standard operating procedures of the process.
Fort James verifies that each employee involved in operating a regulated process has recei
and understood the required training. A record is prepared that contains the identity of the
employee, the date of training, and the means used to verify that the employee understood the
PSM for Contractors
Fort James periodically uses contractors to perform work in and around processes that involve
regulated substances. To ensure safety, Fort James has a screening process so that Fort James
hires and uses contractors who have a commitment to safe work practices. They have also
developed a contractor safety program to inform and manage contract employees working in the
PSM/RMP regulated systems, as well as other work in the mill.
The contractor program includes all activities that have the potential for affecting process safety,
including the performance of maintenance or repair, equipment installation, renovation,
demolition, or specialty work on or adjacent to the PSM/RMP regulated processes. The
information in the mill-wide Contractor Safety Guidebook
is presented by the mill contact to
each contractor who is to work on site. A form is signed which documents the training of the
Fort James' contractors and the record is retained by the mill contact and in the purchasing
Pre-Startup Safety Review
Fort James has procedures to ensure any new regulated process, or any modification to an
existing regulated process is as safe as possible before starting the system. To assist in assuring
safety, a Pre-Startup Safety Review (PSSR) is performed before regulated substances are
introduced to the system. The PSSR verifies the following information:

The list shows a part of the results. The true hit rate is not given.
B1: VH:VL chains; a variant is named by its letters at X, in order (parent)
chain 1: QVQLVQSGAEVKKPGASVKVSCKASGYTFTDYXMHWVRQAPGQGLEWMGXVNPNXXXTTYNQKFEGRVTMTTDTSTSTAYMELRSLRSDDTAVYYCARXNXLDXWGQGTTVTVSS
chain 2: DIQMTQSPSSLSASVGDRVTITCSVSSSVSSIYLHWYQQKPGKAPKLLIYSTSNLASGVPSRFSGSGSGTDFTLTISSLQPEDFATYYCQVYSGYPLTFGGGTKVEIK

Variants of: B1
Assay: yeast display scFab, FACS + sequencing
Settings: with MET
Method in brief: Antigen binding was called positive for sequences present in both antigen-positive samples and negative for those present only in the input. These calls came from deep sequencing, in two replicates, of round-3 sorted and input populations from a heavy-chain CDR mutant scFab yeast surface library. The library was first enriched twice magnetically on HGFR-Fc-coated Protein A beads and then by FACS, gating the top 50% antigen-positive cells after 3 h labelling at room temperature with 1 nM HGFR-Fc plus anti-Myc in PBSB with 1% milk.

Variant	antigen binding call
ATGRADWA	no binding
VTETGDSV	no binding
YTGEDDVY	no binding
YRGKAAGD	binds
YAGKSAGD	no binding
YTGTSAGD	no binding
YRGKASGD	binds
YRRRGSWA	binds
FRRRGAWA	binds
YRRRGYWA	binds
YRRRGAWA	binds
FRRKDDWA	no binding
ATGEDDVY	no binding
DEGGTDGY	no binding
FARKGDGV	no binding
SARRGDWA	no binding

* A PHA has been complete, if it is a new process
* Construction/equipment is in accordance with the design specifications
* SOPs are complete
* Training is complete
The supervisor of the area/construction project leader is responsible for ensuring a PSSR is
Fort James provides appropriate resources to ensure that the equipment used to proc
ess, store, or
handle regulated substances is designed, constructed, installed, and maintained to minimize the
risk of releases of the regulated substances into the workplace or community. To accomplish this
goal, a Mechanical Integrity Program has been implemented to ensure the continued integrity of
the processes. The Mechanical Integrity Program has been implemented for the systems which
could potentially result in the release of a hazardous chemical. The program utilizes increased
maintenance training, and preventive maintenance in conjunction with regular inspections and
tests, to ensure equipment is in satisfactory condition.
Hot Work/ Safe Work
The objective of the Hot Work Permit is to consistently control non-routine work conducted in
the process areas. The Hot Work Permit System is specifically concerned with the permitting of
hot work operations associated with welding and cutting on or near PSM/RMP regulated process
areas. The permits document compliance wi
th the fire prevention and protection requirements.
Additional safe work practices such as lockout/tagout, confined space entry, and control over
entrance have also been implemented to increase facility safety.
Management of Change
Fort James manages all changes to processes regulated by PSM or RMP to ensure the processes
are operated and maintained as safely as possible. To assist in accomplishing this goal, a
Management of Change Program has been implemented. Management of Change examines any
type of change which is planned for the process, and the basis of the change. The Management
of Change Program is designed to evaluate, approve and administer changes to PSM/RMP
regulated processes to assure any changes implemented enhance the operation and safety of the
system. The PSM Coordinator is responsible for ensuring all MOC forms are complete.
It is the policy of Fort James to investigate any incident which occurs in a process regulated by
RMP, which could have or did result in a catastrophic release of a hazardous chemical in
the workplace. The Incident Investigation policy, procedures, and records of the Incident